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“I wish we had a smoke machine” Klein muses as I walk into the eccentrically decorated ex-council flat that’s serving as today’s shoot location. The “accidental” experimental musician moves effortlessly between looks, channelling glam aunty meets X-Files for the Tumblr generation: pink wraparound sunglasses, jewel-toned satin shirts and a table of (imitation) diamonds on standby.

Right now she’s wearing a floor length robe the colour of a Cadbury’s Roses toffee wrapper and holding a cup of tea. Klein was raised in South London, and although much of the commentary around her has focused on her Pentecostal Nigerian upbringing, she’s ready for a change of narrative. “I’m kind of over people constantly referring to my Nigerian heritage,” she tells me. ‘I’m more British than fucking James Blake and I don’t hear people talking about where he’s from. Can the angle just be that I’m sick?”

 

Klein started making music almost by accident. Acting on an interest in field recording, she would layer sounds recorded on her phone then distort them beyond recognition. Since then she’s inadvertently gatecrashed the experimental electronic music scene with her fiercely weird sound and her unusual artwork. Although she laughs at the fact that her music is technically not electronic at all. “I layer it up and finalise it on a computer but most of the sounds themselves are recordings of me playing instruments and making samples from that,” she explains. “I’ve never used a preset in my life, that’s all I’m saying.”

In fact it’s only recently that Klein has even accepted herself as a musician. “I was in so much denial about the fact that I was making music. I used to cuss my friend Jacob [Samuel] and be like ‘Jacob you luuuurrrvve making music, you’re such a neek’. Then suddenly one day about three months ago I was like, wait, I love making music!”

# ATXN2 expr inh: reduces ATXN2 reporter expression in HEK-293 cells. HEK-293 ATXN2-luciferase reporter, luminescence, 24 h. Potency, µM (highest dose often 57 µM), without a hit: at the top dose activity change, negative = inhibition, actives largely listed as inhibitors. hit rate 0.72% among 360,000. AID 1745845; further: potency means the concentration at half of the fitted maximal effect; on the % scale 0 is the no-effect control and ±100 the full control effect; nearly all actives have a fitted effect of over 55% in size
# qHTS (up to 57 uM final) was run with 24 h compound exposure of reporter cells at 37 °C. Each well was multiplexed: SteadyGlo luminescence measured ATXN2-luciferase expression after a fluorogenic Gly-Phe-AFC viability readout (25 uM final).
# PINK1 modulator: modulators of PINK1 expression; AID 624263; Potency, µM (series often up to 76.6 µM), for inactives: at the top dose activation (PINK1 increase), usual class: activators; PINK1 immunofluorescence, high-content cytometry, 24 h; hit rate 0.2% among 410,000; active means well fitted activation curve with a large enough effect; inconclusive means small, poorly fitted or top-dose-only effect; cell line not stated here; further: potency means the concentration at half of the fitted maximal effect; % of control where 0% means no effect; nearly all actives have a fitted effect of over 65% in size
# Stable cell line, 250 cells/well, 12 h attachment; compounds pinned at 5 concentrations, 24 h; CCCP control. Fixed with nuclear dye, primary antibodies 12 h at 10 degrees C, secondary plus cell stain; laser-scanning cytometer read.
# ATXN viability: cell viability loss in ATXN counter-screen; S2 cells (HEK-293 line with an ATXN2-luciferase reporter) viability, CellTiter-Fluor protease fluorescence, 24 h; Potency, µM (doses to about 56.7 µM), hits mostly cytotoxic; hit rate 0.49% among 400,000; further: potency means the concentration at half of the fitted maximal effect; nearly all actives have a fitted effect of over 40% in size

Does she see any correlation between her music and her style? “I’d say that nothing seems real,” she says. “Especially with my music anyway: elements of it seem classical but also not, parts of it are like, off, and it’s the same with me. On the recent [Lagata] EP, where I’m singing I follow the formula of writing a pop song but then layer it with something that’s maybe more dark.” With the Porta Lewis project, the “ultimate girl group” that Klein recruited via Facebook, this process is laid bare. On their yeah we’re about release, the trio’s crooning harmonies and chatter are chopped up, distorted and refined into a sublime and queasy collage. “My music has all these elements that mean you can’t really pinpoint why you like it,” Klein says,“and I think it’s the same with my look.”

There’s a regal feel to Klein’s style, and she says she’s really into “classical 18th century looks fused with modern stuff” at the moment. Though when it comes to style icons, Brandy, Britney and Christina are the names that roll off her tongue. “I like that they distinguish between how they dress for shows and music videos and how they dress for themselves. I can relate to that because I feel like me on an everyday basis is very low-key and casual but with Klein and doing shows, I wouldn’t say it’s super out-there but it’s more dramatic, more glam, more ethereal.”

With confidence and a taste for glamour, not only is Klein sure she’s headed for the Grammy’s – “it’s not if I get nominated, it’s when” – she’s already got her outfit planned too. “I’d keep it really simple: fitted ball gown, boob tube, nice diamond choker, hair slicked across the eye so I can’t see anyone that’s pissing me off.”

Photography: Dexter Lander
Styling: Victoria Higgs
Hair: Virginie P Moreira
Make Up: Riona O’Sullivan
Photographer’s Assistants: Wilbert Lati + Léo D’oriano
Stylist’s Assistant: Geri Doherty
Words: Niloufar Haidari

klein1997.bandcamp.com